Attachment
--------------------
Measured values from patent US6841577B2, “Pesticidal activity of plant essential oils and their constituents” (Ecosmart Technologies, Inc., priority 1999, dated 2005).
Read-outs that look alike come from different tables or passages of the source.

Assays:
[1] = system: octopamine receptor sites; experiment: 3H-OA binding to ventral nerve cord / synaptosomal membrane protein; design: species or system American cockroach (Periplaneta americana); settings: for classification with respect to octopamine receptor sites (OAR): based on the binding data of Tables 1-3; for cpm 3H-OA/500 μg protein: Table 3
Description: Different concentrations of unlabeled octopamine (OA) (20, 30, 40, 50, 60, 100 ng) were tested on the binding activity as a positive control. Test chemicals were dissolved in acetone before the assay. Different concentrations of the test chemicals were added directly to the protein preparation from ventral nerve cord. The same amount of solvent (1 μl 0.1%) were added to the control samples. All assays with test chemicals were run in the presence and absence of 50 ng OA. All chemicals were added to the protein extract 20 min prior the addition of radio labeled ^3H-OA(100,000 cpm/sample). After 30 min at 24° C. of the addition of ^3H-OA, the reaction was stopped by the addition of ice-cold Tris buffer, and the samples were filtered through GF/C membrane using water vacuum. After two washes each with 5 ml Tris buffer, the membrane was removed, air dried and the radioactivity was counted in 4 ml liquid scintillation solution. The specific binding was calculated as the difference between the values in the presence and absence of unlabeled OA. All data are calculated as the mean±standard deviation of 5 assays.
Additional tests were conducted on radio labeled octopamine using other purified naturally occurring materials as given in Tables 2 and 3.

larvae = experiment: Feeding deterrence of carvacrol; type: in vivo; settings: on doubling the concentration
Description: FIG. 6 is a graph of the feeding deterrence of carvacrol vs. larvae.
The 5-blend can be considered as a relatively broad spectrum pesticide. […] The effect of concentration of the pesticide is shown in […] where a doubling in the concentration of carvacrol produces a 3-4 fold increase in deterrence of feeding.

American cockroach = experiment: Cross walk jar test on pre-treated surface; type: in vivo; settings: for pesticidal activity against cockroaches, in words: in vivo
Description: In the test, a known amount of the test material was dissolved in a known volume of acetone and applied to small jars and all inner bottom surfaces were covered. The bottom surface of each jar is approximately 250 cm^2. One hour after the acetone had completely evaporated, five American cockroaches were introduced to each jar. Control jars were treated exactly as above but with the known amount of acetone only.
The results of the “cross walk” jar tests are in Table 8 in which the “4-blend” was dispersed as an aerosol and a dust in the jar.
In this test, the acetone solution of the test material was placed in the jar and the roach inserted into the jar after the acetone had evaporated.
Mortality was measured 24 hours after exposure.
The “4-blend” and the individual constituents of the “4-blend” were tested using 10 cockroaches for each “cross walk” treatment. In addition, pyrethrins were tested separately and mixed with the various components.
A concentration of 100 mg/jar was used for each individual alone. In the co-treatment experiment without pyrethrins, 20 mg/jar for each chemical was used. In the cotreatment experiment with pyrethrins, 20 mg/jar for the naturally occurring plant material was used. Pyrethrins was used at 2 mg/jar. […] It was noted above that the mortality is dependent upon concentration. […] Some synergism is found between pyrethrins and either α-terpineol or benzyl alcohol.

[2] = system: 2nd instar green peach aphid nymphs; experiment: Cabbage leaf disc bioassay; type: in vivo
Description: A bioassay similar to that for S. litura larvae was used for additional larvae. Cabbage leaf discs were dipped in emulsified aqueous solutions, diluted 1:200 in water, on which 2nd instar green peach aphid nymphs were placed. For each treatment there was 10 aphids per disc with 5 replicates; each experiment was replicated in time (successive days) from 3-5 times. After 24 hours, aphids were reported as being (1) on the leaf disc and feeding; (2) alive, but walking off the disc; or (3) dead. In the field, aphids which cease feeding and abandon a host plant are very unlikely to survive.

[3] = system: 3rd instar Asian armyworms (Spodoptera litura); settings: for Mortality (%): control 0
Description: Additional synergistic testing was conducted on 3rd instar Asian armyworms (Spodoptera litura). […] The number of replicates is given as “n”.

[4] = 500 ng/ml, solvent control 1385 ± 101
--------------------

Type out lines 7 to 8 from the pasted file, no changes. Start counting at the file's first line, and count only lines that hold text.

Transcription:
larvae = experiment: Feeding deterrence of carvacrol; type: in vivo; settings: on doubling the concentration
Description: FIG. 6 is a graph of the feeding deterrence of carvacrol vs. larvae.